• Landfilled (or will be): corrugated PVC and plastic corner shelves from the awning, broken glass from 5 mirrored closet doors, fabric & plastic “rod” from  window treatment, vertical blinds from 2 tracks

Now, to the other point of this post. It really shouldn’t be so difficult to rent a pickup for dirty work. When we replaced Mike’s truck with an SUV he was concerned about what we would do when we were in situations that require a pickup truck. I insisted that it would be fine because we could just rent one, and occasionally we’d be able to use bribe-a-friend.  Having been taken advantage of many times as a pickup owner, he is very sensitive to the latter. I figured that most people don’t own a pickup truck, so there has to be a not-too-inconvenient/costly way to rent a pickup.

When we hauled the carpeting to Oakland for recycling we rented a pickup from Enterprise. That was probably a good move since that means the four hours of driving to and from were done in a clean cab that doesn’t smell bad. That was also way to expensive to make it practical for hauling one or two loads of junk, as I learned when I rented a truck to haul the carpet padding to the recycler and had to pay the $100 daily charge for less than 2 hours of use. So for today’s haul of one load to the ReUse Store and one load to the transfer station for recycling I wanted to find a cheaper option. U-Haul does rent pickup trucks for $20/day; however very very few of the Sacramento area locations have them. I found 1 location. One! I asked the lady behind the counter about that and she said the other locations claim that there is no demand, but that she has lots of demand for her three trucks. We didn’t even get a pickup truck and had to use a small moving truck today because the person who rented our truck yesterday didn’t return it in time and hadn’t returned it by the time our reservation rolled around. This experience was really frustrating, but since I didn’t find out any other options for rental we’ll probably do this again. The ONE location is a half hour from our house, but the price is good. The challenge is finding an available truck.

Posted June 18, 2011 by mayakey in conscious living, frugal living, home

Tagged with , , ,

The Moving Box Search   3 comments

This morning I made my second early morning mall run. No, I wasn’t joining the mall walkers (they were out in force), I was dumpster diving for boxes.

The thought of paying for moving boxes pains me. I’ve never had to do it and it is so “easy” to get free boxes. Even more so than the monetary cost of new boxes, I am not comfortable with the environmental cost of new boxes. Even though cardboard boxes for shipping have one of the best recycling track records (manufacturers and retailers like to keep their costs down, after all), there is still way more energy used in the transport and recycling of old cardboard boxes than the reuse of those boxes before they get recycled. Plus new cardboard boxes are not generally 100% recycled; they do contain some virgin fibers.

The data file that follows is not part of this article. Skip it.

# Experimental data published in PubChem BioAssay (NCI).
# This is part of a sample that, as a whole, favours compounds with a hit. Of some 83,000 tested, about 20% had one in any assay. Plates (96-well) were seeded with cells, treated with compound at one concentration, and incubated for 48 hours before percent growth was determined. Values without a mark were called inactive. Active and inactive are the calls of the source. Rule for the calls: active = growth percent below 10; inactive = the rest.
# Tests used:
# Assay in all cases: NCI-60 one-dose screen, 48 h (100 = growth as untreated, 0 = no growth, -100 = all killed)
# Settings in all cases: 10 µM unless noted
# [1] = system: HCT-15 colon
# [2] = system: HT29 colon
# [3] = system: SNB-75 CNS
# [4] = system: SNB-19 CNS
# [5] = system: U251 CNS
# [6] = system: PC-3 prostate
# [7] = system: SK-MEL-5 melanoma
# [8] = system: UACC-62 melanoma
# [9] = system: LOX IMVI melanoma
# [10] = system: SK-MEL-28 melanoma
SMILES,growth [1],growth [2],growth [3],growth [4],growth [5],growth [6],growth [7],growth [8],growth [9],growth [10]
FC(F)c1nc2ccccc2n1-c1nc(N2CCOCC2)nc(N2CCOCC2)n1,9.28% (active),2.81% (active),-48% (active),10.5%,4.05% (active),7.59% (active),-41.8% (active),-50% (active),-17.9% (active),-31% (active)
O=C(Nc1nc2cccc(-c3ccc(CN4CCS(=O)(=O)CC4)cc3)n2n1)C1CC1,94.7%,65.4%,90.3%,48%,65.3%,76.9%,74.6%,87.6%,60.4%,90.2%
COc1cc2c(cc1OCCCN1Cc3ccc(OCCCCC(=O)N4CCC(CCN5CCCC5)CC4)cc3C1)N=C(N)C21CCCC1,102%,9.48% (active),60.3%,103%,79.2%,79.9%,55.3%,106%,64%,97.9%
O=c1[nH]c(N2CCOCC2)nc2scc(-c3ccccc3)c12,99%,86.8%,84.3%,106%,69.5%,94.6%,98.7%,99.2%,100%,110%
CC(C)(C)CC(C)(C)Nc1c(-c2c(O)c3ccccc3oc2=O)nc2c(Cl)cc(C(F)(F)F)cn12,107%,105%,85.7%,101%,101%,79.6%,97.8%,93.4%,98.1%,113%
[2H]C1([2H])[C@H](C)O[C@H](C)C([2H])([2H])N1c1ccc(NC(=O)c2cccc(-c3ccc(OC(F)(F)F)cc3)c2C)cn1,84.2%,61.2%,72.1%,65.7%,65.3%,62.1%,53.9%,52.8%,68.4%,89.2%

In the past, I’ve gotten cardboard boxes by going to stores like Wal-Mart or Target at night when they are restocking the shelves. You can literally troll the store collecting the empty boxes. I’ve even staked out a particular box until an employee came to unload the stuff inside. The problem with this method is that you have to drive around late at night hauling piles of cardboard boxes. When working full time, spending an hour or so every day cleaning the new house, taking care of regular chores, and taking care of the other moving stuff (utilities, new appliances, etc.) there’s really no time or energy left for box collection. I really should have started box collection at least a month ago, but I couldn’t psych myself up.

Instead, I planned on using freecardboardboxes.com to find someone locally with free boxes that I could take. Well, that website is now defunct. Craigslist didn’t have any used cardboard box listings, and I’m not a member of Freecycle. So my Plan B was to buy boxes from usedcardboardboxes.com (at least that way I could avoid using new boxes, which is really more important to me than the cost). Then I went to the website and saw the cost. They are definitely competing with U-Haul and other places that sell crazy expensive boxes. There is just no way I am going to pay over $2/box! Not when I can get them for free!

So I called Target to make sure that I could pick up boxes and I was told they prefer people to come first thing in the morning rather than at night after the store has closed. Fishy, but I did that, and luckily I found a very nice employee who didn’t take no from her supervisor and went into the back to load a cart full of boxes for me. Half of them were not particularly helpful sizes, though. I also followed a suggestion that I had found on the internet: I drove across the street to the mall and searched for the recycling dumpsters. Gold mine! I was able to pack my car to the gills with clean used boxes. Of course, I wasn’t able to get as many as we will need, hence mall dumpster run number two this morning. I don’t have time to do it again, so if we still need more boxes at the last minute we’ll have to buy them from Home Depot where they are under $1/box. Yes, even I cave at the last minute.

Posted August 5, 2010 by mayakey in conscious living, home, resource use, shopping

Tagged with , ,